Following the model training, optimization and in silico validation phase, an independent validation was performed. A set of 10 single blind coded samples of the same four whisky brands were analyzed (replicates of n=11) on a second day and the classification results and confidence match scores were recorded (Table 1). The classification results were compared to the SWRI declared identities, and the correct classification was achieved for all 10 of the single blind coded samples.

Table 1. LiveID recognition results obtained from the independent validation using 10 single blind coded samples of the four whisky blends.

As a further investigation of the robustness and predictive accuracy of the model, a single blind coded sample of one of the blended brands containing a higher alcohol content of 43% (export strength blend) was analyzed. The model correctly classified this sample as  Scotch Whisky brand 1 with 100% match confidence (Figure 5). This finding indicates that the brand model classification is based on discriminatory m/z features independent of the ethanol fraction.

Figure 5. Playback recognition results obtained for the single blind coded sample of whisky containing 43% ABV.

Conclusion

  • DART QDa can detect key discriminatory ions present in neat whisky samples for the determination of whisky brand identity and for production batch quality control monitoring purposes.
  • LiveID Software’s web-based interface offers a workflow-driven process for chemometric model building and real-time recognition. Initially, authentic reference samples are used to create and validate a statistical model, which is challenged with unknown samples to generate live classifications. The output is a simple to interpret yes/no answer delivered in real-time.
  • Using the full scan mass spectral data obtained from the DART QDa, a chemometric model has been built using LiveID Software (v1.2). The predictive accuracy of the model has been determined as 100% based on “leave one file out” validation using the training set data.
  • The results of the single blind coded independent validation study using the model is capable of correct classification of a set of whisky samples representing 25% of the training set.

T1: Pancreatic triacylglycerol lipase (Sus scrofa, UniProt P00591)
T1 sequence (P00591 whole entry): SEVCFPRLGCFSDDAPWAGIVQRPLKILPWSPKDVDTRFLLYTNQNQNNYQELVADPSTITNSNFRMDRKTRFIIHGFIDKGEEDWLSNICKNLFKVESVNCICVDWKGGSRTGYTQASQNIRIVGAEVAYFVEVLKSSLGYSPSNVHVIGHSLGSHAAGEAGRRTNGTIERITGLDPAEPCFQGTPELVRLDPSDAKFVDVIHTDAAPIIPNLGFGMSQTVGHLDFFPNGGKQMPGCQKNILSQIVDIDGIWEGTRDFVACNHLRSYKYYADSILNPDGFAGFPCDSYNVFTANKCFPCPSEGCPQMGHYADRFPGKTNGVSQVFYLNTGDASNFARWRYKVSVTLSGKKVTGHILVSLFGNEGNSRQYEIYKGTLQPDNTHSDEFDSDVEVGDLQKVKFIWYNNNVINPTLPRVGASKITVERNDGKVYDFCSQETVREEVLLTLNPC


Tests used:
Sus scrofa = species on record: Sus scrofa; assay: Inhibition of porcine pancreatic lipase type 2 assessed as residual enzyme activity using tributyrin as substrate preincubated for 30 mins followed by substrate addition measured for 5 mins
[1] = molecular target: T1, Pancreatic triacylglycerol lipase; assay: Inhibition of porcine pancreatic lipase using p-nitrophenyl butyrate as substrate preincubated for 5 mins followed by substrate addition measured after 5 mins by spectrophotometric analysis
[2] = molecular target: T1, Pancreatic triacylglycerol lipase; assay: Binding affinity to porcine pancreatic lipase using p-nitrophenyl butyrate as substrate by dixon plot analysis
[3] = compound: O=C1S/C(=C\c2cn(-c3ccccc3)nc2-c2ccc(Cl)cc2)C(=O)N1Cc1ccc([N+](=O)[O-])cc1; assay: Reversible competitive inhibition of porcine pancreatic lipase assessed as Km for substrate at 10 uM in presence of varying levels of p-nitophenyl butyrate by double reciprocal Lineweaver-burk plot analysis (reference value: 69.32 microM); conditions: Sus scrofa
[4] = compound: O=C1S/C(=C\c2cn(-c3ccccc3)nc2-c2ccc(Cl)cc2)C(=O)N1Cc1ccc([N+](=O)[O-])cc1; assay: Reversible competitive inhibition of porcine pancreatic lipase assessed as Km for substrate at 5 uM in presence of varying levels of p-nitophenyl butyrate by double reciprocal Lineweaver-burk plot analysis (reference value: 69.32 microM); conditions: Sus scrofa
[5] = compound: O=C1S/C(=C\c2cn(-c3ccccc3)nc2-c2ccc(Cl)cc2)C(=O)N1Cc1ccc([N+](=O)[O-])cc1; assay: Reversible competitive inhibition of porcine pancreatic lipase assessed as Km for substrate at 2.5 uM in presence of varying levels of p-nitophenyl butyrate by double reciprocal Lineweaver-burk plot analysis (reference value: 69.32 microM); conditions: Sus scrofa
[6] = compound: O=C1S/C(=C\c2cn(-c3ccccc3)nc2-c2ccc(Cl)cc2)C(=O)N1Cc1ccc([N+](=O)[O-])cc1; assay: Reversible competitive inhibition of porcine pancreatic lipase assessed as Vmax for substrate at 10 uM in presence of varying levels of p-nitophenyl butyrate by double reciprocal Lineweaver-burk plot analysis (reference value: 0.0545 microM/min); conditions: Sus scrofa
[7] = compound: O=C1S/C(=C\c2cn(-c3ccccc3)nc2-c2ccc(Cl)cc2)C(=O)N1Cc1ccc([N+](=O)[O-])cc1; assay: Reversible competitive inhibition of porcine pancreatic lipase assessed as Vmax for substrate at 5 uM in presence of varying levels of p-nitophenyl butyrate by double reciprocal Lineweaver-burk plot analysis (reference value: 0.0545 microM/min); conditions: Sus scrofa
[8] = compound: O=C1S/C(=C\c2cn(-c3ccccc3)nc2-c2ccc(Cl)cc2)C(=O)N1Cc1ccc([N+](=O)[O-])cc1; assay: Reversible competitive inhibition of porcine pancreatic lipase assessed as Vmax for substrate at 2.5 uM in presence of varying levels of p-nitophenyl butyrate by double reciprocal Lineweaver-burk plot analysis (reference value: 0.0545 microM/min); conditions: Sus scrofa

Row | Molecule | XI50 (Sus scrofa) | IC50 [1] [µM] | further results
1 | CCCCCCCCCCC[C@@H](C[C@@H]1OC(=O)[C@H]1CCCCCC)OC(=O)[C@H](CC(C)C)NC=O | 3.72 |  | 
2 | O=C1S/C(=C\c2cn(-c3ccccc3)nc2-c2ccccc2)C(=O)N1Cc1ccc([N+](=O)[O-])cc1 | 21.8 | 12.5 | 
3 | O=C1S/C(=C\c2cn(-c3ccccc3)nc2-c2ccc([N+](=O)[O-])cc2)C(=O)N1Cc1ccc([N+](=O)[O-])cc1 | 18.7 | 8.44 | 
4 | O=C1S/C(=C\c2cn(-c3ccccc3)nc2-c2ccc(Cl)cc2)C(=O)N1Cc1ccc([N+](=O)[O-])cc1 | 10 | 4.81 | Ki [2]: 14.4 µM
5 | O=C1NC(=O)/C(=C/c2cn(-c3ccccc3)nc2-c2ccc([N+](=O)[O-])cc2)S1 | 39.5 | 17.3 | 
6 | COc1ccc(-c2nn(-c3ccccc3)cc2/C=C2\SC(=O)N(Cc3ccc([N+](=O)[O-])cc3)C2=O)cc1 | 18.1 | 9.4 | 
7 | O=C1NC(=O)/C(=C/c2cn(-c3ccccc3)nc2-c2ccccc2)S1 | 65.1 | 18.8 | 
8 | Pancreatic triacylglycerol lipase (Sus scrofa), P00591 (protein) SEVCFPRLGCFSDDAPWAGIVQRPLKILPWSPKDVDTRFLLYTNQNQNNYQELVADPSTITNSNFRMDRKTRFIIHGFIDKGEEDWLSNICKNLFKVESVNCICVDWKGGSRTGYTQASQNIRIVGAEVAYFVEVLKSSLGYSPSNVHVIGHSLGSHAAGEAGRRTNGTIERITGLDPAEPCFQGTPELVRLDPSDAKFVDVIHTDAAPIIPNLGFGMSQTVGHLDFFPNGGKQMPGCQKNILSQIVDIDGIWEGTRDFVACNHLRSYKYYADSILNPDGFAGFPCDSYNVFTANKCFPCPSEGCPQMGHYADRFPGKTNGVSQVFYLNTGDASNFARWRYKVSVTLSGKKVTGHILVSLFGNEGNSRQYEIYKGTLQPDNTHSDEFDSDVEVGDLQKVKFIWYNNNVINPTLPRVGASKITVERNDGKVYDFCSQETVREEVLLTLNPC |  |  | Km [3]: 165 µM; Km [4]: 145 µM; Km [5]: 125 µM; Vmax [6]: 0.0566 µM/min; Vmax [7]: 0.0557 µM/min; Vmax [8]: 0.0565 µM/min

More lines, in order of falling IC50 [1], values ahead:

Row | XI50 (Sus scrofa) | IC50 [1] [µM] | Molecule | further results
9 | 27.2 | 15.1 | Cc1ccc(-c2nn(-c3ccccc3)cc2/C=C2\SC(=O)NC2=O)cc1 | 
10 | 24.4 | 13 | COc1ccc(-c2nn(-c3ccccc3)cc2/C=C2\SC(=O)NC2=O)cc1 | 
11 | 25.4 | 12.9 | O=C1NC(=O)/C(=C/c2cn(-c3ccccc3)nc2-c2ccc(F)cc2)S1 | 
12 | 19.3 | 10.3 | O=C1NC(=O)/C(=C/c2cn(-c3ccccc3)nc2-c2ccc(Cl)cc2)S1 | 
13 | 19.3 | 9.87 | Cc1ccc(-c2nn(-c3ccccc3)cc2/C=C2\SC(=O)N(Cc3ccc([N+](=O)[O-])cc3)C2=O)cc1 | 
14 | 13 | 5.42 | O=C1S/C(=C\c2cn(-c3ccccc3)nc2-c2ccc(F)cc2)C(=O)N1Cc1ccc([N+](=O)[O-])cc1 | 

• There is a growing need within the food manufacturing sector for methods that can provide simple and fast product verification checks. The DART QDa LiveID System is a rapid profiling technique which is capable of providing results for 12 samples within 3 minutes via the QuickStrip or Dip-IT introduction modes.
  • It is also expected that this method can be optimized for applicability to other neat alcoholic beverages and used for authenticity, composition and quality control testing purposes.

References

  1. Scotch Whisky Regulations, 2009. Statutory Instrument 2009, No. 2890, H M Stationery Office: London.
  2. Council Regulation (EEC) No.1576/89 of 29 May 1989. Laying down general rules on the definition, description, and presentation of spirit drinks.
  3. Regulation (EC) No. 110/2008 of the European Parliament and of the Council of 15 January 2008 on the definition, description, presentation, labelling and the protection of geographical indications of spirit drinks and repealing Council Regulation (EEC) No. 1576/89.
  4. Code of Federal Regulations, Definition (7), Washington, DC, Ch 1,(5): 44.
  5. Food and Drug Regulations, as amended, Canada – C.R.C, c870, Section B.02.016.
  6. BM Harrison, FG Priest. Composition of Peats Used in the Preparation of Malt for Scotch Whisky Production Influence of Geographical Source and Extraction Depth. J Agric Food Chem. (2009) 25;57(6): 2385–91. doi: 10.1021/jf803556y. 
  7. W Kew, I Goodall, D Clarke. Chemical Diversity and Complexity of Scotch Whisky as Revealed by High-Resolution Mass Spectrometry. JASMS. (2017) 28(1):2 00–213.
  8. RI Aylott, AH Clyne, AP Fox, DA Walker. Analytical Strategies to Confirm Scotch Whisky Authenticity. The Analyst. (1994) 119(8).
  9. DW Lachenmeier. Advances in the detection of the adulteration of alcoholic beverages including unrecorded alcohol. Advances in Food Authenticity Testing. (2016) 21565–584. Woodhead Publishing. https://doi.org/10.1016/B978-0-08-100220-9.00021-7.

720006530, April 2019